|Nutritional Guidelines (per serving)|
|Servings: 4 to 6 servings|
|Amount per serving|
|% Daily Value*|
|Total Fat 11g||14%|
|Saturated Fat 2g||8%|
|Total Carbohydrate 56g||20%|
|Dietary Fiber 4g||14%|
|*The % Daily Value (DV) tells you how much a nutrient in a food serving contributes to a daily diet. 2,000 calories a day is used for general nutrition advice.|
This traditional Chinese sweet soup recipe is made with black sesame seeds and is rumored to help prevent gray hair. It is eaten warm after meals as a dessert or as a mid-afternoon snack and, of course, at dim sum. It's especially popular in Hong Kong and southern China.
Feel free to use Chinese rock sugar (available at Asian markets) instead of granulated sugar if desired.
While the soup is delicious on its own, for an added touch, it can be garnished with crushed nuts, shredded coconut, or softened chopped Chinese dates.
- 1 cup rice (long-grain or short-grain)
- 1 cup black sesame seeds
- 7 cups water
- 3/4 cup granulated sugar (or to taste)
Soak the rice in cold water for at least 1 hour.
Toast the black sesame seeds in a frying pan on medium-low heat for 1 to 2 minutes until they are fragrant and the pan begins to smoke. Remove and cool.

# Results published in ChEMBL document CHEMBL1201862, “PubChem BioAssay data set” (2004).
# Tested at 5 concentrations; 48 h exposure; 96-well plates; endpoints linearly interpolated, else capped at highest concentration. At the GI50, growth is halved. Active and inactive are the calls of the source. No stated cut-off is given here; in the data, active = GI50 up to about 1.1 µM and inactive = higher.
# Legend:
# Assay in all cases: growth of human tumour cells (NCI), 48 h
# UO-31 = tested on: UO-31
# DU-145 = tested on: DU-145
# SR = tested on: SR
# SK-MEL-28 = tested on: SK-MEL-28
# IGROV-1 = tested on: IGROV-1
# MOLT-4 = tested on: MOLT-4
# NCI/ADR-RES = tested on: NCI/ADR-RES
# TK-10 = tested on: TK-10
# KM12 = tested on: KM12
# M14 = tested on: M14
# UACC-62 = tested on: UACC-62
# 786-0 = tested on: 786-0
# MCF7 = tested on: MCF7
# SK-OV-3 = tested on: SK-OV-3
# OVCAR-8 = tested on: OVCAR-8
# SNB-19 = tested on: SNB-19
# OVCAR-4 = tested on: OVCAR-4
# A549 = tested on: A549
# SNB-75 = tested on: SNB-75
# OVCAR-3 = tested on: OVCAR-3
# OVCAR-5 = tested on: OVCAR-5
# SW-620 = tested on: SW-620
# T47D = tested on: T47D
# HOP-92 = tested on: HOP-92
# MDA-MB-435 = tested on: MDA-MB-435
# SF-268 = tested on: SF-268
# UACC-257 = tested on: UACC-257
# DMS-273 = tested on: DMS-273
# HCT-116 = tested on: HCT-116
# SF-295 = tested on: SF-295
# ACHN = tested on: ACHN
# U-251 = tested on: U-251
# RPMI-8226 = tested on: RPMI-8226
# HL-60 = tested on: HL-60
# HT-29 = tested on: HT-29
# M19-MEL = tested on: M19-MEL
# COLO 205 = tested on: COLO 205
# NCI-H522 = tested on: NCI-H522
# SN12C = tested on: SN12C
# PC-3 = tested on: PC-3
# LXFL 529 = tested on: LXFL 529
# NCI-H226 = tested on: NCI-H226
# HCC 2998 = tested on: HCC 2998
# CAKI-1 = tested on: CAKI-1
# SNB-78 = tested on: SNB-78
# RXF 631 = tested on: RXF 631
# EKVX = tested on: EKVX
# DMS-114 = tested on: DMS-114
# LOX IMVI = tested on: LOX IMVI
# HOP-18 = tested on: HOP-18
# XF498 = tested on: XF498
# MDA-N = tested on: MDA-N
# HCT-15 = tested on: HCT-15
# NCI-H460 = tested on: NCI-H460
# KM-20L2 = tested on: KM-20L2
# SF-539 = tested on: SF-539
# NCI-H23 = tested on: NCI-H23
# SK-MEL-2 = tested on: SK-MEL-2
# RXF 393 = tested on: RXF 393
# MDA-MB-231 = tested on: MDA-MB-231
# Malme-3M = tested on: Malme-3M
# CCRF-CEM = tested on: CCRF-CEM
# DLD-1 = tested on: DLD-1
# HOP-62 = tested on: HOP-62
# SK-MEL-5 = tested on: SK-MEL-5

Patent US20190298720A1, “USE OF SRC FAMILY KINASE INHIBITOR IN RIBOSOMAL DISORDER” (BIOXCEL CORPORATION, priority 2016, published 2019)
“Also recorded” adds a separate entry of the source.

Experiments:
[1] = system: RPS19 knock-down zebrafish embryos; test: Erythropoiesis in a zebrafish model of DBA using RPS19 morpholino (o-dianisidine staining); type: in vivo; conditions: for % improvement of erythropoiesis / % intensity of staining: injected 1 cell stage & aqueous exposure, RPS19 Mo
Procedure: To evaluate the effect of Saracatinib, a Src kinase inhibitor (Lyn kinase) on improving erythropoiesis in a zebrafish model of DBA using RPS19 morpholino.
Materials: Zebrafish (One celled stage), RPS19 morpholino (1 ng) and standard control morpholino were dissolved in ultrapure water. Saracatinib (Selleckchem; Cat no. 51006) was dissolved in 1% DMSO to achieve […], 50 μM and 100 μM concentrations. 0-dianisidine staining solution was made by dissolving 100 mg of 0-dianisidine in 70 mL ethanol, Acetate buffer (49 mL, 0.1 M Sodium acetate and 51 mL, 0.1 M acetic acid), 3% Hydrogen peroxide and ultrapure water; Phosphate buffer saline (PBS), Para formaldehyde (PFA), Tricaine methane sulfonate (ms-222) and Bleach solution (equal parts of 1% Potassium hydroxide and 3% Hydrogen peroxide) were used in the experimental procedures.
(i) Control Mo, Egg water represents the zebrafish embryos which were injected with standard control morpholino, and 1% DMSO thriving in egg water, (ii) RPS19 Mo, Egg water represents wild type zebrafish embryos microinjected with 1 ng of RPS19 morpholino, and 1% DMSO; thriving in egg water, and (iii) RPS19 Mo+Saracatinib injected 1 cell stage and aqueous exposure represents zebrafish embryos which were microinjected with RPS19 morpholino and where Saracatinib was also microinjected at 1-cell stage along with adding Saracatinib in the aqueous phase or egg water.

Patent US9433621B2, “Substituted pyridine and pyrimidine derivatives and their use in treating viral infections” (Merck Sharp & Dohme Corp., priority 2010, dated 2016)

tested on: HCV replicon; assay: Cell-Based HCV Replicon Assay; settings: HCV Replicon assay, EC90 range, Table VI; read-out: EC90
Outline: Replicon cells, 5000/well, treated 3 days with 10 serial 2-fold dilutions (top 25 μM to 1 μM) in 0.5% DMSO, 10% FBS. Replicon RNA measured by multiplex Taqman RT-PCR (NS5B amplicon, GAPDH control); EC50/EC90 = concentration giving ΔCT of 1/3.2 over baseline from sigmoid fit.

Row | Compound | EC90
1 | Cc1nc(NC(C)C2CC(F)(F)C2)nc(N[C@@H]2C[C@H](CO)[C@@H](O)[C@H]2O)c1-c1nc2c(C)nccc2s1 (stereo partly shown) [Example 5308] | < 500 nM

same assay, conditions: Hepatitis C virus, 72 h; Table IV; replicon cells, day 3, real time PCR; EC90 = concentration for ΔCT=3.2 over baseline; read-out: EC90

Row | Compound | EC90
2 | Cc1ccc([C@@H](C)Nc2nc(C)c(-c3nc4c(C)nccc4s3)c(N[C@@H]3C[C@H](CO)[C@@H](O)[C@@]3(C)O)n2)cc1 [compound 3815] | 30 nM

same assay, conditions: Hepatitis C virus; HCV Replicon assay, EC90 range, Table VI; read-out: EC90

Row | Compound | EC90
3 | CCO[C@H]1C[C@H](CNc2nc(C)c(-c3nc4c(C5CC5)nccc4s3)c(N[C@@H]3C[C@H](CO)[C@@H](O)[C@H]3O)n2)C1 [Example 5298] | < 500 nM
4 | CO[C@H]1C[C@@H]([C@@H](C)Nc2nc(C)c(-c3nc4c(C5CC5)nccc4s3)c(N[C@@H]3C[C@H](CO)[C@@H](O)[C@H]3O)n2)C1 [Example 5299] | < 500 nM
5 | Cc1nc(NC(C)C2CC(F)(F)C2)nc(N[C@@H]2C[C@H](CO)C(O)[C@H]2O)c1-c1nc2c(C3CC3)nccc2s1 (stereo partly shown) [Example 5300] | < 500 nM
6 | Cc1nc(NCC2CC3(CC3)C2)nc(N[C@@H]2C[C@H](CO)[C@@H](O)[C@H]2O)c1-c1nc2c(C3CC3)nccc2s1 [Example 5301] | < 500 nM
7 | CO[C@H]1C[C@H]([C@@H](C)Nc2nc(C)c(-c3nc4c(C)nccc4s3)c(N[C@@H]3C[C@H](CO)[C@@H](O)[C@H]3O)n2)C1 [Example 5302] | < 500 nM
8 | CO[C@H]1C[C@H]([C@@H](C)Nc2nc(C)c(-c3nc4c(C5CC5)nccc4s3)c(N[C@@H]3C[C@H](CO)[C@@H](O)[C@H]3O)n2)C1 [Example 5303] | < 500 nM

Drain the rice and add to a blender with 3 cups of the water.
Blend until smooth. Remove and clean out the blender.
Grind the sesame seeds in the blender until they are fully ground and the sesame smell is very fragrant.
Add 1/2 cup of the water and grind briefly until the mixture forms a grayish paste.
Add the blended rice/water mixture to the sesame paste and blend.
In a large saucepan, bring the mixture to a boil with the remaining 3 1/2 cups of water and the sugar.
As soon as it starts to boil, turn the heat down to low and cook until the mixture thickens, stirring constantly (5 to 8 minutes).*
Serve warm garnished with crushed nuts, shredded coconut, or softened chopped Chinese dates if desired.
Once the soup comes to a boil, be sure to stir constantly or there will be splattering and the pot may burn. Add more boiling water to the soup as desired, depending on how thick or thin you want the end result to be.